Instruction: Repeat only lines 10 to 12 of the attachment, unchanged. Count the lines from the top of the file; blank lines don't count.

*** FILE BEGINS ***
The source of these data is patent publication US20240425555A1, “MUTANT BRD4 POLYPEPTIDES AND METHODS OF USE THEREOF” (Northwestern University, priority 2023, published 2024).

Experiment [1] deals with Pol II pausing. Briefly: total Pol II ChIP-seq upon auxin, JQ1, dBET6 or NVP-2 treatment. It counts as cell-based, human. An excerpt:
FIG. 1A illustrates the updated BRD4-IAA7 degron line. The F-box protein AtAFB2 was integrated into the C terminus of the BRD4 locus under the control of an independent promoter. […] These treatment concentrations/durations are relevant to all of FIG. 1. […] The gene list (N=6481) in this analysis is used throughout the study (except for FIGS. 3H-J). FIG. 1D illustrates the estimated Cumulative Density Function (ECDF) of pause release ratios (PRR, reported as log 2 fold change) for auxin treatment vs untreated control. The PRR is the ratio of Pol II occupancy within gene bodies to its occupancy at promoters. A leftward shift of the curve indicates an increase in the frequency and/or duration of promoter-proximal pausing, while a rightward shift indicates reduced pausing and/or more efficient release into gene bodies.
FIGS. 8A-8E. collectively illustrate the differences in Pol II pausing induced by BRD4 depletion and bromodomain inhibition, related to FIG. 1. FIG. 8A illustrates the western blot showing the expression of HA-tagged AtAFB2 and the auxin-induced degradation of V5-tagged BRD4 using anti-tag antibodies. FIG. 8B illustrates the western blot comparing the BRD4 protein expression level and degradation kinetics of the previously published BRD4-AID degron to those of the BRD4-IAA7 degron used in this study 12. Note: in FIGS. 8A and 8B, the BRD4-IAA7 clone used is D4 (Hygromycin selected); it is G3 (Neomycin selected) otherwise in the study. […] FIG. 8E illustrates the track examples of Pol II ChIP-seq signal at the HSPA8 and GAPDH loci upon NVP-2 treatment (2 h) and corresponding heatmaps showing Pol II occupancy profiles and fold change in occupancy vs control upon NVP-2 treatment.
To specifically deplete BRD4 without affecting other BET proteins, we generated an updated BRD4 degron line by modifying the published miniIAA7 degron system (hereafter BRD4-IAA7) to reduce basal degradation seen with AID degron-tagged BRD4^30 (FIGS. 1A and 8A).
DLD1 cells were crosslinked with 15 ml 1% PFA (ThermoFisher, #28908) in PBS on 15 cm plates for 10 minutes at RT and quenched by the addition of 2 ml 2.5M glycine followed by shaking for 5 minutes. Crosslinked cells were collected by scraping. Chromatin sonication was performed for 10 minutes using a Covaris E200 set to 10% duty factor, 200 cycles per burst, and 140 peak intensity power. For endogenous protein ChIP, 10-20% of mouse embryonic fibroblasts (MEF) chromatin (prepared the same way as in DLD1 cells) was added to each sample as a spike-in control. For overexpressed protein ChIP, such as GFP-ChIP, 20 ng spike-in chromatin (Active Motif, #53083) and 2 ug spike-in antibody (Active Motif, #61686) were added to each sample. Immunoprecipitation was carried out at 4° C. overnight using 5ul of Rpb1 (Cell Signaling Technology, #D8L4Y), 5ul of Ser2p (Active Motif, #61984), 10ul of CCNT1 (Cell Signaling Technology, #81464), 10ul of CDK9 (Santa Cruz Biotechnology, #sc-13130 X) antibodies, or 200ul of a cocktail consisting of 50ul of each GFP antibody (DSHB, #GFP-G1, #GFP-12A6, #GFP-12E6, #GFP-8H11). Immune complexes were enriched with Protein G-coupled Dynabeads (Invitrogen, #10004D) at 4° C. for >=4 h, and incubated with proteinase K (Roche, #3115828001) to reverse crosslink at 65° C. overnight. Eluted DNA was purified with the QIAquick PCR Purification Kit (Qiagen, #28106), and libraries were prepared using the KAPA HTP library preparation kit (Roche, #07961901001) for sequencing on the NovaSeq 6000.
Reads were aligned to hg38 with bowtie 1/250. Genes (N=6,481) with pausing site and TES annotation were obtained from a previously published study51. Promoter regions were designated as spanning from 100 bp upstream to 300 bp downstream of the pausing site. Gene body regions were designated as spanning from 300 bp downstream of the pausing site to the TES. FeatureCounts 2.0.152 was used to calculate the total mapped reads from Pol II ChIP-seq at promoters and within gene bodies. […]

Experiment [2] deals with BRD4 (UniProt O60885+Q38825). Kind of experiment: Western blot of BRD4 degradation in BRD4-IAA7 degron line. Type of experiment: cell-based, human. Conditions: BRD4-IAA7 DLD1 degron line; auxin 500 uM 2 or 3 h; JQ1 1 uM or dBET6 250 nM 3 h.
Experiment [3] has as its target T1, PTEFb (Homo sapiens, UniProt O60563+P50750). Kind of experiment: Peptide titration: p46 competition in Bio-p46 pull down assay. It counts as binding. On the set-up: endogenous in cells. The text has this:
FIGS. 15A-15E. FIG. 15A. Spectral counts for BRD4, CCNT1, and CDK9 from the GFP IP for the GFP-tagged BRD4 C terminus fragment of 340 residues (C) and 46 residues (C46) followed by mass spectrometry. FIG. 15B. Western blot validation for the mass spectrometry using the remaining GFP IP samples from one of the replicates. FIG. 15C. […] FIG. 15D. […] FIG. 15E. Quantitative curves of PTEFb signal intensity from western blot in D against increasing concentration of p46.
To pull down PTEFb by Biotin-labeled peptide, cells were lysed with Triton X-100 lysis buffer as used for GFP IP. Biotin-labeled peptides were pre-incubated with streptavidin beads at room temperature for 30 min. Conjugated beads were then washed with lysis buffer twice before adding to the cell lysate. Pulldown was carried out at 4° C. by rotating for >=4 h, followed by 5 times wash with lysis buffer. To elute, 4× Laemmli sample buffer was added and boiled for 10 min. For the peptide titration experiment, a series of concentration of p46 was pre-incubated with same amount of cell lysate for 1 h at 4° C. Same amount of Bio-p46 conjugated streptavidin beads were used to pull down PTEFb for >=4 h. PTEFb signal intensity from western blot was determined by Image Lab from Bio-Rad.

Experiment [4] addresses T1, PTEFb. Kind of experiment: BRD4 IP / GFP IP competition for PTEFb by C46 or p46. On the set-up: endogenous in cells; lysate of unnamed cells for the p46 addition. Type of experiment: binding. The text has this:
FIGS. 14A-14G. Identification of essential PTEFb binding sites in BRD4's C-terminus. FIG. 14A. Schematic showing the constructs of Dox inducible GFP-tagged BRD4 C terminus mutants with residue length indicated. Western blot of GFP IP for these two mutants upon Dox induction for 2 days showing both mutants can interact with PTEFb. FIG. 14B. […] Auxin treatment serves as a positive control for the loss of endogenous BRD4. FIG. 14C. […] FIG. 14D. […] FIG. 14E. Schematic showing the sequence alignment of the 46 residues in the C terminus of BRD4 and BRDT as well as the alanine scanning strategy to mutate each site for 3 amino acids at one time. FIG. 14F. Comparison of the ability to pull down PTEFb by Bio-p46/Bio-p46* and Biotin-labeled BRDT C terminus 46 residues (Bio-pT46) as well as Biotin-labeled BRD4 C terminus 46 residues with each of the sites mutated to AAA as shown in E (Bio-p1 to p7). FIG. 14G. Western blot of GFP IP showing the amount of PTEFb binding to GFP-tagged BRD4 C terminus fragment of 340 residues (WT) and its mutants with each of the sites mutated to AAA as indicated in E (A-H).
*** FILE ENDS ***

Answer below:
FIGS. 15A-15E. FIG. 15A. Spectral counts for BRD4, CCNT1, and CDK9 from the GFP IP for the GFP-tagged BRD4 C terminus fragment of 340 residues (C) and 46 residues (C46) followed by mass spectrometry. FIG. 15B. Western blot validation for the mass spectrometry using the remaining GFP IP samples from one of the replicates. FIG. 15C. […] FIG. 15D. […] FIG. 15E. Quantitative curves of PTEFb signal intensity from western blot in D against increasing concentration of p46.
To pull down PTEFb by Biotin-labeled peptide, cells were lysed with Triton X-100 lysis buffer as used for GFP IP. Biotin-labeled peptides were pre-incubated with streptavidin beads at room temperature for 30 min. Conjugated beads were then washed with lysis buffer twice before adding to the cell lysate. Pulldown was carried out at 4° C. by rotating for >=4 h, followed by 5 times wash with lysis buffer. To elute, 4× Laemmli sample buffer was added and boiled for 10 min. For the peptide titration experiment, a series of concentration of p46 was pre-incubated with same amount of cell lysate for 1 h at 4° C. Same amount of Bio-p46 conjugated streptavidin beads were used to pull down PTEFb for >=4 h. PTEFb signal intensity from western blot was determined by Image Lab from Bio-Rad.

Experiment [4] addresses T1, PTEFb. Kind of experiment: BRD4 IP / GFP IP competition for PTEFb by C46 or p46. On the set-up: endogenous in cells; lysate of unnamed cells for the p46 addition. Type of experiment: binding. The text has this: